Dogs Who Spent Their Entire Lives in Medical Breeding Facility Prepare for their New Lives
NORTH BROOKFIELD, MA (August 24, 2022)— Two by two, the young beagles were carried off a transport vehicle yesterday to a special place called Almost Home. Danielle and Cheyanne, two of Second Chance Animal Services’ Almost Home team members, spoke to them in reassuring voices. They made each one comfortable in the nonprofit’s transport facility where they will be prepared for new lives that they can’t even imagine.
Second Chance CEO Sheryl Blancato, who made the trip with Danielle to pick up the beagles from the Humane Society of the United States’ care facility in Maryland, said she was struck by the enormity of the rescue as she spied the tattoo on one of the beagles ears. “They’ve lived their entire lives inside a facility, known only by the tattoo on their ears,” said Blancato. “Soon they’ll have names, they’ll learn the feeling of their paws on grass, and they’ll have a place to call home filled with people who love them.”
Today each of the beagles got a name, with each pair sharing a first letter, like Harper and Hadley, and Jukebox and Jive. The beagles will complete a state-mandated 48-hour quarantine at Almost Home and receive all medical care to be ready for adoption. This includes any vaccines, a microchip and many other things including spay or neuter surgery for each of the dogs.
Blancato notes, “All of the dogs are between the ages of four and seven months and appear healthy. They were very quiet on the ride, but everything is new to them. I can’t wait to see them learn to play and just be dogs.”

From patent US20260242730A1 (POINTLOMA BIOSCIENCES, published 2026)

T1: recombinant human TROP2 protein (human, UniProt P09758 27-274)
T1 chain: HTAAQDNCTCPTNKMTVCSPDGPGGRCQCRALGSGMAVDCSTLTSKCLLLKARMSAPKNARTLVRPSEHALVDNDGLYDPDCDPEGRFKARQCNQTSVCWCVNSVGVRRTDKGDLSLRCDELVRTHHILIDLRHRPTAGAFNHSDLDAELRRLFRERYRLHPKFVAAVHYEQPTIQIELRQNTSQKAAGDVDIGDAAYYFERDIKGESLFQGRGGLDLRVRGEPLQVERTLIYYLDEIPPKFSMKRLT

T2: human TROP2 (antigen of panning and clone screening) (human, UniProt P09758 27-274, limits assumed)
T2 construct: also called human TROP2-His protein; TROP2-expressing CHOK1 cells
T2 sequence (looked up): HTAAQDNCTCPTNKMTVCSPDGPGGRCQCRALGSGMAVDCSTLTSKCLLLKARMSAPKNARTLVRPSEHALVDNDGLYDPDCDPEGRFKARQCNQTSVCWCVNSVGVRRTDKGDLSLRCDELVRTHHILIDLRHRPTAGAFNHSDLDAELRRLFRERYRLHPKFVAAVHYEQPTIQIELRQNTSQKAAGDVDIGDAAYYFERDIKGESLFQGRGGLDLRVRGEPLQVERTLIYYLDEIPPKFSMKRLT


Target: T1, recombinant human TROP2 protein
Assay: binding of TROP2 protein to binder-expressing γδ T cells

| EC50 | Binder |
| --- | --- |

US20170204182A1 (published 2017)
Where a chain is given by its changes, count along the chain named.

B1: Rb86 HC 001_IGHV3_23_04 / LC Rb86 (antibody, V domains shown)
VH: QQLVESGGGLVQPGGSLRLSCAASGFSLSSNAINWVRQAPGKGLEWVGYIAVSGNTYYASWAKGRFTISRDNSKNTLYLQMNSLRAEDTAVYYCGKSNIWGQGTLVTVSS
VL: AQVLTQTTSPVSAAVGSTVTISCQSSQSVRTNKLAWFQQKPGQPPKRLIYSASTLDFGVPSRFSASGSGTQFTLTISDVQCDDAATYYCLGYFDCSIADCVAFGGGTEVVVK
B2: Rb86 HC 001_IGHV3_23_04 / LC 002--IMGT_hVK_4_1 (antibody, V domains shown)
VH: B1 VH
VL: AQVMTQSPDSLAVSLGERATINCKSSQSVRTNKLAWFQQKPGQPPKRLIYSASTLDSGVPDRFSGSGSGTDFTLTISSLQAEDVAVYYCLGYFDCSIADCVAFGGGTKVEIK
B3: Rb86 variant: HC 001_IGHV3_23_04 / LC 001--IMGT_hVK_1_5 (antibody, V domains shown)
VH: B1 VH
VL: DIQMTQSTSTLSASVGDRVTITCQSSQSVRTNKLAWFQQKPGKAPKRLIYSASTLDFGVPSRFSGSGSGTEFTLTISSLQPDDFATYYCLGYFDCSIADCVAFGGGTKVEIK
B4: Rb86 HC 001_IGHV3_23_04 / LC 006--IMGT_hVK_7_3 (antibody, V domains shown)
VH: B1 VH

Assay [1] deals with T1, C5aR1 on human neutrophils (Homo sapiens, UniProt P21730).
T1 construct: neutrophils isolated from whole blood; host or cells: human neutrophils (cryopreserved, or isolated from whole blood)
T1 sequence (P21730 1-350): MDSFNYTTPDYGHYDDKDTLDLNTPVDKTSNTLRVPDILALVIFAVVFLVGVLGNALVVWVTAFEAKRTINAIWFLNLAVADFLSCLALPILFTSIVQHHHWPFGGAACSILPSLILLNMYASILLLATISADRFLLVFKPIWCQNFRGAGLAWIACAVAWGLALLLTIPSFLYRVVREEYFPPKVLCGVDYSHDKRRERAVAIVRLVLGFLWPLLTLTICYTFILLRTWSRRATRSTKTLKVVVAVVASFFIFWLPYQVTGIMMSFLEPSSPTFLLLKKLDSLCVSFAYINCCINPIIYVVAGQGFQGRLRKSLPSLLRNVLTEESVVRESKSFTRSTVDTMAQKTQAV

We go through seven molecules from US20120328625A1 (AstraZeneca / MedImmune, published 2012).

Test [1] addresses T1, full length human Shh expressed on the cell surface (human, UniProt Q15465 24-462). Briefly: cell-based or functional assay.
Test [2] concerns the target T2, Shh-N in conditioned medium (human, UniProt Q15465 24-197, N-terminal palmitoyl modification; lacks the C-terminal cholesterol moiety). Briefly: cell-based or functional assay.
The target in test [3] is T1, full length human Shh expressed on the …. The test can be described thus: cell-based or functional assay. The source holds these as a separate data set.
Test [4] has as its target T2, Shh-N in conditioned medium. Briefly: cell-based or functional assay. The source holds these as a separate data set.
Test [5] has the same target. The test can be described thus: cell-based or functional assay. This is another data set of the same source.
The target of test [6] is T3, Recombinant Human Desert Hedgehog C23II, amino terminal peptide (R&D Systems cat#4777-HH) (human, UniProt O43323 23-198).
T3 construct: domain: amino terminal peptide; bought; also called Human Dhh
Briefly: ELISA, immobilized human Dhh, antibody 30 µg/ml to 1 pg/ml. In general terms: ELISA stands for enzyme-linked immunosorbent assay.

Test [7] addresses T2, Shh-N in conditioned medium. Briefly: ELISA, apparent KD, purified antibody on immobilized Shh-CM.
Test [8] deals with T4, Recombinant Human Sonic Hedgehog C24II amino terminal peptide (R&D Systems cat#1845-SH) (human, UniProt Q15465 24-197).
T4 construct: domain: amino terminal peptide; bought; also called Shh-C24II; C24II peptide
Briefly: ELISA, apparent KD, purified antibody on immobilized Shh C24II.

The Humane Society of the United States is coordinating the removal of approximately 4,000 beagles housed at an Envigo RMS LLC facility in Cumberland, VA which bred dogs to be sold to laboratories for animal experimentation. The transfer plan was submitted by the Department of Justice and Envigo RMS LLC, with the agreement of the Humane Society of the United States to assume the responsibility of coordinating placement. The transfer will take place in stages over approximately 60 days, and the dogs will be up for adoption via Second Chance and other shelters and rescues.
The transfer plan comes as a result of a lawsuit filed against Envigo by the Department of Justice in May, alleging Animal Welfare Act violations at the facility. Repeated federal inspections have resulted in dozens of violations, including findings that some dogs had been “euthanized” without first receiving anesthesia, that dogs had received inadequate veterinary care and insufficient food, and that they were living in unsanitary conditions.
Blancato said interested adopters can fill out an adoption survey or watch the Second Chance website to see when they are available for adoption. For more information about the beagles that Second Chance is finding homes for or to make a donation for their medical care as they are prepared for adoption, visit secondchanceanimals.org.